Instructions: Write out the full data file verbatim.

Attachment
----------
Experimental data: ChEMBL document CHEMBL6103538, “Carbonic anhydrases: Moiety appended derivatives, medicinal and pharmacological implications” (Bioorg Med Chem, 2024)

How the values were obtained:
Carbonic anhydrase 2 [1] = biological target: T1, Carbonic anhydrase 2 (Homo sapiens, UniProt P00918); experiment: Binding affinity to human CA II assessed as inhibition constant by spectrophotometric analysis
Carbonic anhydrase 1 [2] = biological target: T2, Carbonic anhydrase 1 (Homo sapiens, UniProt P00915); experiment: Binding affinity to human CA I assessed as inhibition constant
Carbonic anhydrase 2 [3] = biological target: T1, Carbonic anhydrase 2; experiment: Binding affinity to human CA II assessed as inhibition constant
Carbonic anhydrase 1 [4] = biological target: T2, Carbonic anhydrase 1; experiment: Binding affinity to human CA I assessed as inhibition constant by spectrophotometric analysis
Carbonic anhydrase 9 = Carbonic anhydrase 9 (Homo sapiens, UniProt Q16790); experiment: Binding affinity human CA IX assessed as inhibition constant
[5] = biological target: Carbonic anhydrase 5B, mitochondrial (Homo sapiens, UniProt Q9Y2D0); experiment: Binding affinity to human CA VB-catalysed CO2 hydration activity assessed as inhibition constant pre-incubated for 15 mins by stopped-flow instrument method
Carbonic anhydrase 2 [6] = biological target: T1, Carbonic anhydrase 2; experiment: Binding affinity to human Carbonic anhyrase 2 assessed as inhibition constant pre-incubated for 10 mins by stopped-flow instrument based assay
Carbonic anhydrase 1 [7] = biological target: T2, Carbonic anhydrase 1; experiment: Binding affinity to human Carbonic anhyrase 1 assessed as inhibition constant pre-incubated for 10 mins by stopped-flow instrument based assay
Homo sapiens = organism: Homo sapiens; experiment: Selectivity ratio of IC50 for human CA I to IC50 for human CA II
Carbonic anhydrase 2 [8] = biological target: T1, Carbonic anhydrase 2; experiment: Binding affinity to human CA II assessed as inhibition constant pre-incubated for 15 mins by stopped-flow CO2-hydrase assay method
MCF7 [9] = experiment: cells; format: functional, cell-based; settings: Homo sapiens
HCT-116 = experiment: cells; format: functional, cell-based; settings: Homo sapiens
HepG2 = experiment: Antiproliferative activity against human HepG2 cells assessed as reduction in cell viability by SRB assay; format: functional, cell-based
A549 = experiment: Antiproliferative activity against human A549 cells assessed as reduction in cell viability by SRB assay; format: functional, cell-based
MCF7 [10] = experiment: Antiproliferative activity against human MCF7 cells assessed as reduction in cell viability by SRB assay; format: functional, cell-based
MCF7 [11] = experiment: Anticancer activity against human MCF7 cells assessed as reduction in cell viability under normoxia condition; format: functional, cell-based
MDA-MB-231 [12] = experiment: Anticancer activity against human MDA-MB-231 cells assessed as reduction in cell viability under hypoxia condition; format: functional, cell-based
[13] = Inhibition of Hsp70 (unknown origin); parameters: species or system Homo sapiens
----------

Experimental data: ChEMBL document CHEMBL6103538, “Carbonic anhydrases: Moiety appended derivatives, medicinal and pharmacological implications” (Bioorg Med Chem, 2024)

How the values were obtained:
Carbonic anhydrase 2 [1] = biological target: T1, Carbonic anhydrase 2 (Homo sapiens, UniProt P00918); experiment: Binding affinity to human CA II assessed as inhibition constant by spectrophotometric analysis
Carbonic anhydrase 1 [2] = biological target: T2, Carbonic anhydrase 1 (Homo sapiens, UniProt P00915); experiment: Binding affinity to human CA I assessed as inhibition constant
Carbonic anhydrase 2 [3] = biological target: T1, Carbonic anhydrase 2; experiment: Binding affinity to human CA II assessed as inhibition constant
Carbonic anhydrase 1 [4] = biological target: T2, Carbonic anhydrase 1; experiment: Binding affinity to human CA I assessed as inhibition constant by spectrophotometric analysis
Carbonic anhydrase 9 = Carbonic anhydrase 9 (Homo sapiens, UniProt Q16790); experiment: Binding affinity human CA IX assessed as inhibition constant
[5] = biological target: Carbonic anhydrase 5B, mitochondrial (Homo sapiens, UniProt Q9Y2D0); experiment: Binding affinity to human CA VB-catalysed CO2 hydration activity assessed as inhibition constant pre-incubated for 15 mins by stopped-flow instrument method
Carbonic anhydrase 2 [6] = biological target: T1, Carbonic anhydrase 2; experiment: Binding affinity to human Carbonic anhyrase 2 assessed as inhibition constant pre-incubated for 10 mins by stopped-flow instrument based assay
Carbonic anhydrase 1 [7] = biological target: T2, Carbonic anhydrase 1; experiment: Binding affinity to human Carbonic anhyrase 1 assessed as inhibition constant pre-incubated for 10 mins by stopped-flow instrument based assay
Homo sapiens = organism: Homo sapiens; experiment: Selectivity ratio of IC50 for human CA I to IC50 for human CA II
Carbonic anhydrase 2 [8] = biological target: T1, Carbonic anhydrase 2; experiment: Binding affinity to human CA II assessed as inhibition constant pre-incubated for 15 mins by stopped-flow CO2-hydrase assay method
MCF7 [9] = experiment: cells; format: functional, cell-based; settings: Homo sapiens
HCT-116 = experiment: cells; format: functional, cell-based; settings: Homo sapiens
HepG2 = experiment: Antiproliferative activity against human HepG2 cells assessed as reduction in cell viability by SRB assay; format: functional, cell-based
A549 = experiment: Antiproliferative activity against human A549 cells assessed as reduction in cell viability by SRB assay; format: functional, cell-based
MCF7 [10] = experiment: Antiproliferative activity against human MCF7 cells assessed as reduction in cell viability by SRB assay; format: functional, cell-based
MCF7 [11] = experiment: Anticancer activity against human MCF7 cells assessed as reduction in cell viability under normoxia condition; format: functional, cell-based
MDA-MB-231 [12] = experiment: Anticancer activity against human MDA-MB-231 cells assessed as reduction in cell viability under hypoxia condition; format: functional, cell-based
[13] = Inhibition of Hsp70 (unknown origin); parameters: species or system Homo sapiens